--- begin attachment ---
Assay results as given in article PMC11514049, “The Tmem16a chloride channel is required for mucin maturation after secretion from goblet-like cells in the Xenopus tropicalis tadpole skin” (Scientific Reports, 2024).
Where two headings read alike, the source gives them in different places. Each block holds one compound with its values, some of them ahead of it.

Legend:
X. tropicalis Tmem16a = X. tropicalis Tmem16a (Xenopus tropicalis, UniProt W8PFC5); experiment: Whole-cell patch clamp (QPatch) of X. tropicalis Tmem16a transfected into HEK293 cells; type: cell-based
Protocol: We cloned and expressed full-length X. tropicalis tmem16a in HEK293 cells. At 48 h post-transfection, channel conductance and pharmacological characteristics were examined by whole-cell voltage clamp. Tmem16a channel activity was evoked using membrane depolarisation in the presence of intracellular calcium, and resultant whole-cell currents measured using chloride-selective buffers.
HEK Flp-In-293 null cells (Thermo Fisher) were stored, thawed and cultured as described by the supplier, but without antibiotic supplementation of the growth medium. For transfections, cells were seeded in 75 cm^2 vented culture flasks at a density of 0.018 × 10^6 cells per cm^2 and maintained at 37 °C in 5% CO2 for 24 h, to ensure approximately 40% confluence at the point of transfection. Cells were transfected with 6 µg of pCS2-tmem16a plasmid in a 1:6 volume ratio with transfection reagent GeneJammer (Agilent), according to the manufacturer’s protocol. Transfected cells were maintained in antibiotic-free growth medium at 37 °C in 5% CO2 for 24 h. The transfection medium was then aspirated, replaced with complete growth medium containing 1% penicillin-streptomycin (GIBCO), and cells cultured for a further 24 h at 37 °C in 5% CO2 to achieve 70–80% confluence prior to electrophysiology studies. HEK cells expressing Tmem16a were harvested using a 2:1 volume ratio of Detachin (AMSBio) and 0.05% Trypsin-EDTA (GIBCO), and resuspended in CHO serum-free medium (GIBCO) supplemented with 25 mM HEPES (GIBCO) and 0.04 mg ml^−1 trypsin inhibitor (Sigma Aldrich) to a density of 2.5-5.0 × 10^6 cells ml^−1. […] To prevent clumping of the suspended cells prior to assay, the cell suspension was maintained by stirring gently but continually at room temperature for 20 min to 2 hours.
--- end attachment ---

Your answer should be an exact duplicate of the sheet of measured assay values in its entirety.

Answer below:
Assay results as given in article PMC11514049, “The Tmem16a chloride channel is required for mucin maturation after secretion from goblet-like cells in the Xenopus tropicalis tadpole skin” (Scientific Reports, 2024).
Where two headings read alike, the source gives them in different places. Each block holds one compound with its values, some of them ahead of it.

Legend:
X. tropicalis Tmem16a = X. tropicalis Tmem16a (Xenopus tropicalis, UniProt W8PFC5); experiment: Whole-cell patch clamp (QPatch) of X. tropicalis Tmem16a transfected into HEK293 cells; type: cell-based
Protocol: We cloned and expressed full-length X. tropicalis tmem16a in HEK293 cells. At 48 h post-transfection, channel conductance and pharmacological characteristics were examined by whole-cell voltage clamp. Tmem16a channel activity was evoked using membrane depolarisation in the presence of intracellular calcium, and resultant whole-cell currents measured using chloride-selective buffers.
HEK Flp-In-293 null cells (Thermo Fisher) were stored, thawed and cultured as described by the supplier, but without antibiotic supplementation of the growth medium. For transfections, cells were seeded in 75 cm^2 vented culture flasks at a density of 0.018 × 10^6 cells per cm^2 and maintained at 37 °C in 5% CO2 for 24 h, to ensure approximately 40% confluence at the point of transfection. Cells were transfected with 6 µg of pCS2-tmem16a plasmid in a 1:6 volume ratio with transfection reagent GeneJammer (Agilent), according to the manufacturer’s protocol. Transfected cells were maintained in antibiotic-free growth medium at 37 °C in 5% CO2 for 24 h. The transfection medium was then aspirated, replaced with complete growth medium containing 1% penicillin-streptomycin (GIBCO), and cells cultured for a further 24 h at 37 °C in 5% CO2 to achieve 70–80% confluence prior to electrophysiology studies. HEK cells expressing Tmem16a were harvested using a 2:1 volume ratio of Detachin (AMSBio) and 0.05% Trypsin-EDTA (GIBCO), and resuspended in CHO serum-free medium (GIBCO) supplemented with 25 mM HEPES (GIBCO) and 0.04 mg ml^−1 trypsin inhibitor (Sigma Aldrich) to a density of 2.5-5.0 × 10^6 cells ml^−1. […] To prevent clumping of the suspended cells prior to assay, the cell suspension was maintained by stirring gently but continually at room temperature for 20 min to 2 hours.